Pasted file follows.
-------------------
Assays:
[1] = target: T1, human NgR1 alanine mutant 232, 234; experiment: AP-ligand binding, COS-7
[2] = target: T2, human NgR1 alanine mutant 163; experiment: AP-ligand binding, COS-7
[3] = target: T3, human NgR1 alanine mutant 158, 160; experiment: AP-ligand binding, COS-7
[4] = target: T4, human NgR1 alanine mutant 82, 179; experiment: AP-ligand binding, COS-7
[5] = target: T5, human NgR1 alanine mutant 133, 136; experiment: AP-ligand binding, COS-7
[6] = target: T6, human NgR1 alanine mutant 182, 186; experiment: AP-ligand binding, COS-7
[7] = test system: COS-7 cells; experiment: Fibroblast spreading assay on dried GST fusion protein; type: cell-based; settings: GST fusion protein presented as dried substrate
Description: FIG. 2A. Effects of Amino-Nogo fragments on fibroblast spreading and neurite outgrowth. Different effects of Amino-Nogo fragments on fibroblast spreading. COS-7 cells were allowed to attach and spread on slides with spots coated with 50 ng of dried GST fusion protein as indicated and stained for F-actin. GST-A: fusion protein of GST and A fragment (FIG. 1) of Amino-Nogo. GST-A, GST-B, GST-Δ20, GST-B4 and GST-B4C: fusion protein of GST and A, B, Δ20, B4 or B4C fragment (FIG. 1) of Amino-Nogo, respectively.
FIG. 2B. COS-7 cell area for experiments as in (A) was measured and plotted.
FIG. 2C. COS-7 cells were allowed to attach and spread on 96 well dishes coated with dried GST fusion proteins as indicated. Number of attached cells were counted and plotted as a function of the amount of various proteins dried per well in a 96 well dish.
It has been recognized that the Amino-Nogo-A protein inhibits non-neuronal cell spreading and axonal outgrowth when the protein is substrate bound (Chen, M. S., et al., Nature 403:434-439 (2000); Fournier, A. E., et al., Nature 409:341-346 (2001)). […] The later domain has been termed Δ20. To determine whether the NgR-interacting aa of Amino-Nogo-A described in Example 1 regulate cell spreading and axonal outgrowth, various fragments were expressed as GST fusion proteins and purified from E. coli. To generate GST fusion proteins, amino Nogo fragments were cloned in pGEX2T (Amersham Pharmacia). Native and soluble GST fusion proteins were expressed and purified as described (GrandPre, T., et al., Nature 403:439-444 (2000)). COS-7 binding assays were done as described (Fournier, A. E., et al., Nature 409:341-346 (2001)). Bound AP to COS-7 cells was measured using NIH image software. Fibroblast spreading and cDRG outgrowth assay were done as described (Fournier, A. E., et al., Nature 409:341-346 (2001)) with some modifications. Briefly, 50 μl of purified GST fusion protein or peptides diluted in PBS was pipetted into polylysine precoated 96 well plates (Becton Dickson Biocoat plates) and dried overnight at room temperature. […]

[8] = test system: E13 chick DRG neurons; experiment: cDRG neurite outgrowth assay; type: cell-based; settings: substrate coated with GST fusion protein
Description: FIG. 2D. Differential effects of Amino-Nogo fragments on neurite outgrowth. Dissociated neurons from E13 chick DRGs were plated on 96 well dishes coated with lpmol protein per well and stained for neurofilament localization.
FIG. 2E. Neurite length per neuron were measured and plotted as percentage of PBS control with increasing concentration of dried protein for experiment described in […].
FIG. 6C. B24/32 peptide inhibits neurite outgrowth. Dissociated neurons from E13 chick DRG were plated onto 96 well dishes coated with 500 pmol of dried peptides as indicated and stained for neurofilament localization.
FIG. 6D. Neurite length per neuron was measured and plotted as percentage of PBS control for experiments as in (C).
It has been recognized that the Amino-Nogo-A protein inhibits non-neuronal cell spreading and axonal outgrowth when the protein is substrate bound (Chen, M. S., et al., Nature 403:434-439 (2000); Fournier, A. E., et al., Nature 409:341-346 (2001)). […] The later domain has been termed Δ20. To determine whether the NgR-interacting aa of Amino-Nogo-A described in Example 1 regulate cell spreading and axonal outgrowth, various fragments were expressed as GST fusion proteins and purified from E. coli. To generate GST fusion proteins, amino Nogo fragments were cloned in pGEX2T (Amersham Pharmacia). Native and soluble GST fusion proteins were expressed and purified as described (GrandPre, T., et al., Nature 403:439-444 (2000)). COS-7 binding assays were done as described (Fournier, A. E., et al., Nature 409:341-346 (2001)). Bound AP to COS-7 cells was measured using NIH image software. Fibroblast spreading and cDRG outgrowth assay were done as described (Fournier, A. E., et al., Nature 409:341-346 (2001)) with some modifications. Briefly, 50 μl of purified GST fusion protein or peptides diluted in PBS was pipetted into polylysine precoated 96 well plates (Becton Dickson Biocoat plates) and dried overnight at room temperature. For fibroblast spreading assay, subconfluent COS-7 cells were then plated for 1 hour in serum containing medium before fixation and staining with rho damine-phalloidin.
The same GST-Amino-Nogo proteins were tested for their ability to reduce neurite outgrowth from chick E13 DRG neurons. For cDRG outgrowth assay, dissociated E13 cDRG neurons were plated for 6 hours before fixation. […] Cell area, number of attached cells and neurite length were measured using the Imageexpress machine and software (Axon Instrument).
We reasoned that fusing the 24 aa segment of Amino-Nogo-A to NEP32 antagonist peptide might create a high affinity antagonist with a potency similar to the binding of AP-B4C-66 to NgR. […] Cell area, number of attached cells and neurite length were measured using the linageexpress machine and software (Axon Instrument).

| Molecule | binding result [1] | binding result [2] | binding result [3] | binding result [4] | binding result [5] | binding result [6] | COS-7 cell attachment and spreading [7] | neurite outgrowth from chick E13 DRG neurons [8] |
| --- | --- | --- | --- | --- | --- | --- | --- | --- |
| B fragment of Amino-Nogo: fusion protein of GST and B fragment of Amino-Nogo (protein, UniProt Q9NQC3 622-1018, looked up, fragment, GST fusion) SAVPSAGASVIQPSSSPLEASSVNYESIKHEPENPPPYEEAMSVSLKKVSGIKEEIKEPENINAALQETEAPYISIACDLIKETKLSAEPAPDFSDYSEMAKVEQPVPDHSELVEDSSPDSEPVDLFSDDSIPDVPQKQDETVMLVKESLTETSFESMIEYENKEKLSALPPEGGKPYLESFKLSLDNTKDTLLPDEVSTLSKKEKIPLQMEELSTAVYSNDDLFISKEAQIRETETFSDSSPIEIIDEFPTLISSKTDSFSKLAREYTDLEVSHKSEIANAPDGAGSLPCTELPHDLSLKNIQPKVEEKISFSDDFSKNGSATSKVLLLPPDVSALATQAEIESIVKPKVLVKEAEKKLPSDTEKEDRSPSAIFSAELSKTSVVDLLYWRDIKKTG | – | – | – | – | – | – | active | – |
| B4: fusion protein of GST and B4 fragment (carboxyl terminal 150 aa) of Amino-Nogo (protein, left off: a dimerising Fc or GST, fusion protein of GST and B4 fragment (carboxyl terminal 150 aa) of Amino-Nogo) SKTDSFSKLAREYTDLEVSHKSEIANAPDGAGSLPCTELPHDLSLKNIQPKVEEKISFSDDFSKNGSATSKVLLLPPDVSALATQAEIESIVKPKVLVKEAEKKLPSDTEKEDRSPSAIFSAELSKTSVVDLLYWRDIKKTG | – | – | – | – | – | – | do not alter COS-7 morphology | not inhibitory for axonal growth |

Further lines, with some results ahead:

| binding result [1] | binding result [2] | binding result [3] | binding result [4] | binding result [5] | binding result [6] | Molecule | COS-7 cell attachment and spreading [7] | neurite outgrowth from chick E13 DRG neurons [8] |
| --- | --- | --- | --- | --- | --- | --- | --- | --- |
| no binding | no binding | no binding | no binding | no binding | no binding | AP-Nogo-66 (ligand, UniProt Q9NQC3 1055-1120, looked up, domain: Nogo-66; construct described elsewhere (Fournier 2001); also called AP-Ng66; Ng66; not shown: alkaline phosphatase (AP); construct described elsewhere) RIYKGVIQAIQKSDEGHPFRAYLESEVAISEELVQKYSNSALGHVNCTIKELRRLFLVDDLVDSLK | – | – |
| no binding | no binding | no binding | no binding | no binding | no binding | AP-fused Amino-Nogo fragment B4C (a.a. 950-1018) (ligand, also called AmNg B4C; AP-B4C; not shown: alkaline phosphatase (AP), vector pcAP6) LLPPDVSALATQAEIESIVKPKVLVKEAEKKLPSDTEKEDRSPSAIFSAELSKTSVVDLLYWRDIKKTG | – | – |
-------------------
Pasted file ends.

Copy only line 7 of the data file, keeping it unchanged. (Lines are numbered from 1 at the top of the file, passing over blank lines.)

[6] = target: T6, human NgR1 alanine mutant 182, 186; experiment: AP-ligand binding, COS-7